The mental health and social issues, including moral dilemmas, surrounding physical relationships are often brushed under the carpet. The taboo topic rarely makes it beyond scandalous headlines. This stage adaptation of Fatal Attraction courageously explores the thorny topics of love, trust, abuse and betrayal.
The naturalistic approach employed by this stage play is so effective in laying out the dangers of coercive relationships that it could be tweaked and adapted for a youth audience and performed for a sixth form or college production and used as a tool to educate and arouse debate about the urgent issues surrounding sexual abuse and domestic violence against women.
Rather than relying on explicit sex scenes to relay the erotic tension and attraction between the two lovers this stage production of Fatal Attraction employs lighting by Jack Knowles which showers the early barroom scenes in the play with sensual neon that weaves and slides over Alex and Dan. The red and blue lights seem to dance and pulsate around the two lovers as they drink and chat. The intimacy of the lights mirrors the desire and sensuality which is swirling inside the couple as their eyes drink each other up. This Giallo lighting conjures up a feverish and amorous atmosphere which underlines the erotic flow between the couple as they both descend into the realm of passion.
The set design of the play by Morgan Large is spartan and evokes a cage where the protagonists are constantly trapped with their world closing in upon them. Back projections paint a world of skyscrapers and urban apartments, a sea of humanity where each person in the city is cast adrift on a bleak ocean of loneliness. Despite access to all kinds of communication devices such as mobile phones, laptops, etc, these people exist in a claustrophobic world where they rarely give voice to their unrealised dreams and hopes. Regret and poor decisions are bubbling and eating away at the inner core of these haunted souls. The lean nature of the set makes the audience home in on the emotions and desperation of the two lovers.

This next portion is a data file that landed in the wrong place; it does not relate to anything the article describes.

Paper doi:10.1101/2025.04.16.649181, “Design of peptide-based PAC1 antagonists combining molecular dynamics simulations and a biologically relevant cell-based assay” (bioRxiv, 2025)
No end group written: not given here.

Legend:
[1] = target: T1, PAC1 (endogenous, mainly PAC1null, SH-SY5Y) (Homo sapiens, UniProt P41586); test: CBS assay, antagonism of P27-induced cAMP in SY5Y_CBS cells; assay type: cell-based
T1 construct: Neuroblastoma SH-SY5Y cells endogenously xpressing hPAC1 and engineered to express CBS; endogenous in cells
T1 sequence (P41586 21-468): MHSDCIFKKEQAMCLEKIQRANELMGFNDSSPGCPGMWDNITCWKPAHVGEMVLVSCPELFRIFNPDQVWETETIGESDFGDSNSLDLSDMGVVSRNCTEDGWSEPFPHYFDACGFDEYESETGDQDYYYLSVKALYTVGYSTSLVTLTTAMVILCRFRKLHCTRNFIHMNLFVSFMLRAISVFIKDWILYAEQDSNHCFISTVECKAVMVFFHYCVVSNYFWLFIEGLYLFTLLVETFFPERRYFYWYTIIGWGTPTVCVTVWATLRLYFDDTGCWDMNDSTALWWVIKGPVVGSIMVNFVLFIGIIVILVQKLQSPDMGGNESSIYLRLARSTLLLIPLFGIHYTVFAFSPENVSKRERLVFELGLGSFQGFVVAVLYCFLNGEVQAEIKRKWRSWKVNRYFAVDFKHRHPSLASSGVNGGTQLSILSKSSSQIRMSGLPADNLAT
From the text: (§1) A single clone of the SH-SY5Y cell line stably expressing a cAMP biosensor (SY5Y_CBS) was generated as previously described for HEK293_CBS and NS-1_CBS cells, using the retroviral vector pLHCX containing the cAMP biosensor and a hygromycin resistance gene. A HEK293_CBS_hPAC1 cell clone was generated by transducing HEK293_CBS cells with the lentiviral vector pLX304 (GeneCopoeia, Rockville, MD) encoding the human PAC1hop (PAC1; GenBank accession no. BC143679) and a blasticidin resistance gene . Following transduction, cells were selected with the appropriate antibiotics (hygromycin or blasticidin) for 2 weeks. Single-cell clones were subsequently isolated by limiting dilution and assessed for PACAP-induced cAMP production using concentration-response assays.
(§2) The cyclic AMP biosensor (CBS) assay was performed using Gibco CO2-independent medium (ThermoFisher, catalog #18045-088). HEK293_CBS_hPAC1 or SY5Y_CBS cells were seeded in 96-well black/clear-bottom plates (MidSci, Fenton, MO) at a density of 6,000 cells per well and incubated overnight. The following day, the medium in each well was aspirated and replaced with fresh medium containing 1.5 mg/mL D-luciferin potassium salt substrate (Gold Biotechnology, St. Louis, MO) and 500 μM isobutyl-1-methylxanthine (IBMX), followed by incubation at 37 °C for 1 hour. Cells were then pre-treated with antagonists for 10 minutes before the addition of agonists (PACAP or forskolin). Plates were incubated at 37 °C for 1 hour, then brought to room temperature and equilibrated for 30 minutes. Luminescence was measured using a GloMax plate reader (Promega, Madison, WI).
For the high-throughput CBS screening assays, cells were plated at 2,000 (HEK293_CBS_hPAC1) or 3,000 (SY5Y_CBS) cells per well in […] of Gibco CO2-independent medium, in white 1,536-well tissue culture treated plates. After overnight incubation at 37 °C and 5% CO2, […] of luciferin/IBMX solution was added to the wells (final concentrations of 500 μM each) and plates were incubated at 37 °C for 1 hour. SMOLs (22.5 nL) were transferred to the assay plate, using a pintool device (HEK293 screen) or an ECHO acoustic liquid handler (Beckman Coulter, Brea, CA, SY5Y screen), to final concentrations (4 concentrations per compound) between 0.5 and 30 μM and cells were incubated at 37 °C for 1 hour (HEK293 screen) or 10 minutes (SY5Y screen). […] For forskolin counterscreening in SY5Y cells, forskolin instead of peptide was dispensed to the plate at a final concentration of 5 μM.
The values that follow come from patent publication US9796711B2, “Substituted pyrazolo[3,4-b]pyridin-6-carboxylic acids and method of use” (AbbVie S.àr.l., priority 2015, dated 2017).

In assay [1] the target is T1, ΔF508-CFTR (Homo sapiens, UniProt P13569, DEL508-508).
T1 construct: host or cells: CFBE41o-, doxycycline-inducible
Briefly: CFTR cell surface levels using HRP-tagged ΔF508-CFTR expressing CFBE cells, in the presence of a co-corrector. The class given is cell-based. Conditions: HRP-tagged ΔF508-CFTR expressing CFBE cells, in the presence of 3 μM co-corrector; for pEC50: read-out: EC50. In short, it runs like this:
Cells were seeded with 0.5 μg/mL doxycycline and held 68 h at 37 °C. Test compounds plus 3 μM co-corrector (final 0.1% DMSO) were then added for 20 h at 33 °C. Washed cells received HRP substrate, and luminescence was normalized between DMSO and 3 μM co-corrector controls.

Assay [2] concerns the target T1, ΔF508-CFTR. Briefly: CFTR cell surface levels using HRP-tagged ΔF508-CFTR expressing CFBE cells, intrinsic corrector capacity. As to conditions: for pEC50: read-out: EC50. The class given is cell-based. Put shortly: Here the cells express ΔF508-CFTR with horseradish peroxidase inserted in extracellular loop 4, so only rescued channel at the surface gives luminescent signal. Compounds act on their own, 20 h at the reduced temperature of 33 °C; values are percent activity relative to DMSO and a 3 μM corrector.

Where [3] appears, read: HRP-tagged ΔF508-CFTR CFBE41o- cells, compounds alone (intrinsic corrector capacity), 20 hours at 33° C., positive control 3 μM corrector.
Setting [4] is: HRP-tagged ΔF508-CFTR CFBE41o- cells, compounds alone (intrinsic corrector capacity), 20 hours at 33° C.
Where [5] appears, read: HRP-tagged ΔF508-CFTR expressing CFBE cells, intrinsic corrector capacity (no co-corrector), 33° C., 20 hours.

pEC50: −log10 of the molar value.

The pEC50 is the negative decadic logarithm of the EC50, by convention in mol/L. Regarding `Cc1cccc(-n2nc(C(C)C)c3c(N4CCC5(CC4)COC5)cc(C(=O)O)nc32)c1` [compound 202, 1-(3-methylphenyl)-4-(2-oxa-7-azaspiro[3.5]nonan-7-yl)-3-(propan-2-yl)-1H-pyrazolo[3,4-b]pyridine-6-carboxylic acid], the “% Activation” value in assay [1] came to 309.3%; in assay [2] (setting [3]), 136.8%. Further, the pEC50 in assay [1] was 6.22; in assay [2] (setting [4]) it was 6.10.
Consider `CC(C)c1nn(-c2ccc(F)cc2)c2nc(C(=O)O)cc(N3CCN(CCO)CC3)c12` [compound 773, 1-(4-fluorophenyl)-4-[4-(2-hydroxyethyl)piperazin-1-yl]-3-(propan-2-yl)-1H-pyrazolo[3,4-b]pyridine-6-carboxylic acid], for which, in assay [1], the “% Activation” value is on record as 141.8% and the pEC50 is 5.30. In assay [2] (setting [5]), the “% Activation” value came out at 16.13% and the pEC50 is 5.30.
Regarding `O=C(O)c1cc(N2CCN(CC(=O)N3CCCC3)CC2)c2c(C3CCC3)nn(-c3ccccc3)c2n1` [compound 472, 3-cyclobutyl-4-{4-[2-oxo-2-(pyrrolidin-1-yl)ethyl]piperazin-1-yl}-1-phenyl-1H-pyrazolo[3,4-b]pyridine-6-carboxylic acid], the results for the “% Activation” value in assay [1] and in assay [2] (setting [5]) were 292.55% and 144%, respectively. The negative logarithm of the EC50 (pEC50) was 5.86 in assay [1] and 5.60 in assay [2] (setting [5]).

Paul Englishby’s soundtrack is subtle and evokes a sense of urgency as the drama moves from light to dark. The opening chords of a new day, full of merriment and discovery, soon fade away to be replaced by the pulse of heartbeats as the darkness begins to penetrate the daily existence of the characters. Englishby retains the motifs from Puccini’s Madame Butterfly – which were a key part of the original film – and adds his own unique layers across the drama.
This remarkable and subtle stage adaptation of Fatal Attraction dares the audience to show empathy towards a misunderstood woman who is less a villain and more a victim. The disturbing subject matter is dealt with dignity and compassion.
The cast and crew behind this emotionally gripping production of Fatal Attraction have taken a scandalous 1980’s Hollywood thriller about a spurned woman seeking revenge and turned it into a powerful and topical piece that speaks to an audience in 2022.
Fatal Attraction plays at The Alexandra, Birmingham until Saturday 5th March